A heat pump does exactly what it sounds like. It pumps heat from one location to another. Having a heat pump installation done in your home helps not only keep your house warm, but cool as well.
In the winter months, the heat pump draws heat from the outside air and transfers it into your home. Even when it feels extremely cold outside, there is still some traces of heat in the air. If there’s simply not enough heat to meet the demands of your thermostat, the heat pump will engage an electric heater to supplement.
But in the summer, that process is reversed. The heat pump will actually take the heat inside your home and move it to the outside thereby cooling your home.
What makes a heat pump different from an air conditioner and why would I want one installed in my home?
I’m glad you asked!
While in cooling mode, a heat pump works the same way as an air conditioner. Many people believe that air conditioners cool the home by blowing cool air, while in truth the process is the same as listed about for the heat pump.
An air conditioner uses compressed refrigerant to draw the heat out of your home and transfer it away, just like a heat pump. Even looking at the outdoor unit, you would be hard pressed to tell the two apart.
But where they differ is in the colder months.
An air conditioner cannot cool, and is absolutely useless to you in the winter. That’s why air conditioners are paired with a furnace. The furnace burns gas to produce heat in your home.
The heat pump, on the other hand, can do both heating and cooling.
Since a heat pump is an all-in-one, there’s no need for an air conditioner and a furnace. One less system means less maintenance, fewer parts that can break, and no need for additional equipment.
It’s akin to your all-in-one printer. Remember the days of having a separate copier, fax machine, scanner, and printer?
Similarly, you no longer need both an air conditioner and a furnace.
In the summer, heat pumps provide extremely efficient cooling to reduce your energy bills.
And in the winter, instead of burning fuel like a traditional furnace, heat pumps use their unique properties to transfer heat rather than produce it, thereby cutting costs.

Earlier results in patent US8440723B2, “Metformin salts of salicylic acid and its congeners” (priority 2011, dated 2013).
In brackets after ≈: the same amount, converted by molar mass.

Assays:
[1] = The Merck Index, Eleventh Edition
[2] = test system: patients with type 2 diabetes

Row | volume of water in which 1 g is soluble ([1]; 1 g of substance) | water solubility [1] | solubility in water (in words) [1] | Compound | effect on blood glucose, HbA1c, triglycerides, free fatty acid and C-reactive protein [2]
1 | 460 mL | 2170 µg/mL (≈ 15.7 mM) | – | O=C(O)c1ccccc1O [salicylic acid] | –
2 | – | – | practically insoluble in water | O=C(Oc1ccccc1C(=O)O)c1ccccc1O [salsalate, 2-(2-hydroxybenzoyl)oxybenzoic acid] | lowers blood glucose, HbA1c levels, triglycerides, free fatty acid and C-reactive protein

Since a heat pump mixes air from the outside with that inside your home, what you get is better air quality.
With clean filters and regular maintenance of your heat pump system, you’ll be breathing fresher, cleaner air all year round.
Have you ever noticed in the winter that one room is warmer than another?
Of course you have.
Typically, you’ll find that your upstairs is warmer than your downstairs. That’s because heat rises and cold air falls.
When your furnace is in operation, the hot and cold air in your home is in constant flux.
But with a heat pump, the inside temperature of your home remains the same throughout. This is because the heat pump doesn’t produce high levels of heat, but rather transfers what heat is available outside.
Heat pumps are safer than typical combustion based heat systems because there is no flame or gas. You don’t have to worry about gas leaks or explosions from improperly cleaned units.
Because a heat pump is more complex than an air conditioner, it does have a higher production cost. While a heat pump will save you more money over time, the higher upfront costs are a potential drawback.
While it is true that heat pumps are capable of pulling heat from the cold air, when outdoor temperatures dip below freezing, the power of the heat pump is compromised.
That’s when the supplemental electric kicks in.
But since electric costs more than gas, the heat pump is likely to cost you more and struggle to keep your home warm. In milder climates, like San Diego, this isn’t a problem as temperatures rarely dip below freezing.
But even this problem has a simple solutions. By using your heat pump and furnace in conjunction, you can maximize efficiency.
When the two systems are connected, the furnace will kick on only when the output of the heat pump isn’t capable of meeting your needs. As soon as temperatures climb to an operable level, the heat pump re-engages and the furnace turns off.
Another downside is that heat pumps don’t last as long as air conditioners. While the parts and materials aren’t inferior in anyway, a heat pump operates all year.
This “double duty” means that heat pumps wear out faster than a traditional air conditioner which only operates in the summer.
Even so, heat pumps can last up to 50 years with an average lifespan of 15 years.
Are you considering heat pump installation in your home? Precision Temperature is San Diego’s trusted heating and cooling experts.
Our qualified and licensed technicians are ready and waiting to assist you. We’ll help you choose the right brand and determine what size heat pump is best for your home.
Contact us today to schedule your free in-home estimate.
Check out these real reviews from our real customers. We also have a 5-star rating on Yelp!
Precision Temperature, thank you for your honesty and integrity. The level of service I received was first-class..
The estimator and his crew did an excellent job replacing our heater and a/c unit with attention to detail. We would highly recommend his service to others.
The staff treated me with dignity and respect, and made sure I was thoroughly satisfied. I highly recommend Precision Temperature for any of your Heating and Air Conditioning needs.